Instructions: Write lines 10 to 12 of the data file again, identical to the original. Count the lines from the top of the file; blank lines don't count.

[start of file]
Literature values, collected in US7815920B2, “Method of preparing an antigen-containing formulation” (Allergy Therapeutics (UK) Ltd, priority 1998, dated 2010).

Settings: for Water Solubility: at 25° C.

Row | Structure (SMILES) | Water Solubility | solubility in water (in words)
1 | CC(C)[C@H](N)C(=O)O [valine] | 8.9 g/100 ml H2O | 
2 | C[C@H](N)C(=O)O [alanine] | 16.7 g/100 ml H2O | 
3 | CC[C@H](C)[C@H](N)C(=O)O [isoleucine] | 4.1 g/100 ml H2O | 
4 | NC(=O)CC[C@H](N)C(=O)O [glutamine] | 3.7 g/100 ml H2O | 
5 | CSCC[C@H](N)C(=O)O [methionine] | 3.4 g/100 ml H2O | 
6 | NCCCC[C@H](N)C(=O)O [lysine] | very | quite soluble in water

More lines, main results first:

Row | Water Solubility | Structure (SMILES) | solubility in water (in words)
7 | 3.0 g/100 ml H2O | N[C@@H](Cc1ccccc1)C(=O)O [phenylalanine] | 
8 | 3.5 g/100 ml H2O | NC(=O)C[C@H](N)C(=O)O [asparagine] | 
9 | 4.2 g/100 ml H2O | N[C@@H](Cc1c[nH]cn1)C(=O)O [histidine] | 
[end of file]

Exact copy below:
More lines, main results first:

Row | Water Solubility | Structure (SMILES) | solubility in water (in words)
7 | 3.0 g/100 ml H2O | N[C@@H](Cc1ccccc1)C(=O)O [phenylalanine] | 